The cases are being found without organizing human testing.  No H7N9 rapid test exists.  Expensive and time-consuming reverse-PCR tests need to know what they are looking for.  Needless to say, H7N9 reagents were the last things anyone was expecting to stock.  So today's press release from the Chinese version of the CDC is welcome news:

Testing reagents for the avian influenza A/H7N9 virus have been distributed by China CDC to all influenza network laboratories of 31 provinces across China. As of 8 April 2013, a total of 160,000 Real-time PCR reagents have been delivered to make all areas capable of detecting human infections with avian influenza A/H7N9 virus.

The Chinese now have the tools necessary to get proactive and get ahead their arms around the scope of this new virus. We simply do not know how many Chinese have been infected; how many have truly died; and how transmissible this virus has become.

Yesterday also brought us the controversial story of Chinese scientists who theorize, in remarkable candidness and lack of censorship, that this new flu may mutate 8 times faster than normal viruses.  THis conclusion was reached by looking at two H7N9 strains spaced some two weeks apart.  Specifically, there were nine changes in the hemagglutinin  over that two-week period.  from this, the scientists concluded the virus was capable of massive, sweeping mutations in a shortened period of time.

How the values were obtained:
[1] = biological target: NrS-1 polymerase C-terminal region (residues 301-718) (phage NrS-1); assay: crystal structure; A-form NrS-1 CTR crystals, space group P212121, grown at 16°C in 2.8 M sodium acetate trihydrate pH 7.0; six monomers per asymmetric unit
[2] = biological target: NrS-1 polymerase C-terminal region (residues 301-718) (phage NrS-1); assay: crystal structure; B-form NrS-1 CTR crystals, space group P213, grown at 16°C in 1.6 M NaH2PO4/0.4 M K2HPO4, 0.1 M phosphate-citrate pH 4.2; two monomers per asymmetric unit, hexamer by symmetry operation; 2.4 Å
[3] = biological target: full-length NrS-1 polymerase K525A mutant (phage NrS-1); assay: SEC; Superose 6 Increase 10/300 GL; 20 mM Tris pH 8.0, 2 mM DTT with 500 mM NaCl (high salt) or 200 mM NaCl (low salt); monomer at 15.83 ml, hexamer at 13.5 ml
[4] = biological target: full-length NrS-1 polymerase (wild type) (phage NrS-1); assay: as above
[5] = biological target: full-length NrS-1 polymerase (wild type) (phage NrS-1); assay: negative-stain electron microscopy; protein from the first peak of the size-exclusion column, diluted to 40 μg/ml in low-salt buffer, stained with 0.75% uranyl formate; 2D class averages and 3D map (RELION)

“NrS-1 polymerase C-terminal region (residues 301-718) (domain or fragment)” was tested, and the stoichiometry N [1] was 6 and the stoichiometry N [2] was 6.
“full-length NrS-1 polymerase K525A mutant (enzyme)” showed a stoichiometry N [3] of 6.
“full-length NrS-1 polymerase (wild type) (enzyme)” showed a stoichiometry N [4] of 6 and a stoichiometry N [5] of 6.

I wonder if our CDC got tipped off on this pending story and that is why they decided the most prudent thing to do was open its EOC at level 2. 

I am also reminded of the forthcoming animated film Epic; specifically, the upcoming trailer.  Click on this link and forward to 2:08.  Perhaps if this virus can mutate so quickly, it can mutate to the life expectancy of this fruit fly?  We can hope so.

UPDATE:  Flutrackers is reporting two Hong Kong residents are being monitored.  This is not new and has already happened.  We should get answers quickly.

Pausing to look at the data on H7N9 infections

The situation over the past two days has pretty much been the same.  New cases, all located in the areas previously identified for H7N9 infection. 

Blessedly, there are those who are looking at the data and coming up with some pretty interesting analysis.  First, I refer you to Mike Coston's blog of today. Titled "Three graphic descriptions of China's H7N9 outbreak," this post collects some great information from informed sources.


The first chart comes from Dr. Ian Mackay.  Dr. Mackay runs a flu blogsite in Australia.  The chart shows the current (as of yesterday, and LOL on the word "Current" right now! I cannot even tell you what the current counts are.) individual H7N9 cases.  As you can see, only seven of the 28 cases had definable, confirmed contact with poultry in wet markets or the actual preparation of fowl.  This is problematic, because it seems to run counter to the prevailing theory that wet markets are the spawning place for H7N9 bird flu. It may suggest adaptation to a different host, mammilian in nature, as Dr. Richard Webby of St. Jude has theorized by looking at the makeup of the virus itself.